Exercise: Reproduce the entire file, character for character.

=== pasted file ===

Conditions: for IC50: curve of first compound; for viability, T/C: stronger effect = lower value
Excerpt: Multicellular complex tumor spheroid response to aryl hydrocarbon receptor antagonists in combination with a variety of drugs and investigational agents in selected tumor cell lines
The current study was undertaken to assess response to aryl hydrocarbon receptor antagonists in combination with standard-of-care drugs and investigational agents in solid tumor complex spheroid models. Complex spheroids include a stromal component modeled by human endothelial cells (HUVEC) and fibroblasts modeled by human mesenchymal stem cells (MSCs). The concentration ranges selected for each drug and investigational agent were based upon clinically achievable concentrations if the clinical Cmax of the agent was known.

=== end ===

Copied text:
Conditions: for IC50: curve of first compound; for viability, T/C: stronger effect = lower value
Excerpt: Multicellular complex tumor spheroid response to aryl hydrocarbon receptor antagonists in combination with a variety of drugs and investigational agents in selected tumor cell lines
The current study was undertaken to assess response to aryl hydrocarbon receptor antagonists in combination with standard-of-care drugs and investigational agents in solid tumor complex spheroid models. Complex spheroids include a stromal component modeled by human endothelial cells (HUVEC) and fibroblasts modeled by human mesenchymal stem cells (MSCs). The concentration ranges selected for each drug and investigational agent were based upon clinically achievable concentrations if the clinical Cmax of the agent was known.